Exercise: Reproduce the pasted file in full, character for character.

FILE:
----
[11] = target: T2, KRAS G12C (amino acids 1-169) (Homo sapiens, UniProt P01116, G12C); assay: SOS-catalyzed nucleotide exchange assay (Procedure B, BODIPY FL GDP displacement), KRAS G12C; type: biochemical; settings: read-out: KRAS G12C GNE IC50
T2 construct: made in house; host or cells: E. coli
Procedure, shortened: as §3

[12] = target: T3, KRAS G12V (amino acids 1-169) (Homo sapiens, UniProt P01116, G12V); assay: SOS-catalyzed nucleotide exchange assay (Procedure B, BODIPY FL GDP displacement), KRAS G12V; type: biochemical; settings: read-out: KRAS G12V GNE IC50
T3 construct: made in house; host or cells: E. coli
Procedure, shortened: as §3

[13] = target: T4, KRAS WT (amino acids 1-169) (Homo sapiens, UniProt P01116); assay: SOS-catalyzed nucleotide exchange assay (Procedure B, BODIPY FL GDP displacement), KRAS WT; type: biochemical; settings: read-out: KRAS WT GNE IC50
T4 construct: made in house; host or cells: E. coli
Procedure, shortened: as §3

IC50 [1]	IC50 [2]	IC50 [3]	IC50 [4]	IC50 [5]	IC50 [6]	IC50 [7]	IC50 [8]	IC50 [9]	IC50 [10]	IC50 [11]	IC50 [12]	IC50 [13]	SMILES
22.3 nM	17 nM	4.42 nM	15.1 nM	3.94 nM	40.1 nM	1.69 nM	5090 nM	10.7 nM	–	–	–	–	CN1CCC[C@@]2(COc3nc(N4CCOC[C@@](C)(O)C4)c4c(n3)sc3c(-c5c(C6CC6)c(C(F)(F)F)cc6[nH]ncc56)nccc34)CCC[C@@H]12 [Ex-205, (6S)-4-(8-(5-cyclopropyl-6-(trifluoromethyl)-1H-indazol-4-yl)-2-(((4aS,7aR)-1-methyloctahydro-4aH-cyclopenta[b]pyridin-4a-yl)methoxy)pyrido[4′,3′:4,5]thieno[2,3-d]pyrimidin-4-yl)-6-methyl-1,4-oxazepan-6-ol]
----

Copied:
[11] = target: T2, KRAS G12C (amino acids 1-169) (Homo sapiens, UniProt P01116, G12C); assay: SOS-catalyzed nucleotide exchange assay (Procedure B, BODIPY FL GDP displacement), KRAS G12C; type: biochemical; settings: read-out: KRAS G12C GNE IC50
T2 construct: made in house; host or cells: E. coli
Procedure, shortened: as §3

[12] = target: T3, KRAS G12V (amino acids 1-169) (Homo sapiens, UniProt P01116, G12V); assay: SOS-catalyzed nucleotide exchange assay (Procedure B, BODIPY FL GDP displacement), KRAS G12V; type: biochemical; settings: read-out: KRAS G12V GNE IC50
T3 construct: made in house; host or cells: E. coli
Procedure, shortened: as §3

[13] = target: T4, KRAS WT (amino acids 1-169) (Homo sapiens, UniProt P01116); assay: SOS-catalyzed nucleotide exchange assay (Procedure B, BODIPY FL GDP displacement), KRAS WT; type: biochemical; settings: read-out: KRAS WT GNE IC50
T4 construct: made in house; host or cells: E. coli
Procedure, shortened: as §3

IC50 [1]	IC50 [2]	IC50 [3]	IC50 [4]	IC50 [5]	IC50 [6]	IC50 [7]	IC50 [8]	IC50 [9]	IC50 [10]	IC50 [11]	IC50 [12]	IC50 [13]	SMILES
22.3 nM	17 nM	4.42 nM	15.1 nM	3.94 nM	40.1 nM	1.69 nM	5090 nM	10.7 nM	–	–	–	–	CN1CCC[C@@]2(COc3nc(N4CCOC[C@@](C)(O)C4)c4c(n3)sc3c(-c5c(C6CC6)c(C(F)(F)F)cc6[nH]ncc56)nccc34)CCC[C@@H]12 [Ex-205, (6S)-4-(8-(5-cyclopropyl-6-(trifluoromethyl)-1H-indazol-4-yl)-2-(((4aS,7aR)-1-methyloctahydro-4aH-cyclopenta[b]pyridin-4a-yl)methoxy)pyrido[4′,3′:4,5]thieno[2,3-d]pyrimidin-4-yl)-6-methyl-1,4-oxazepan-6-ol]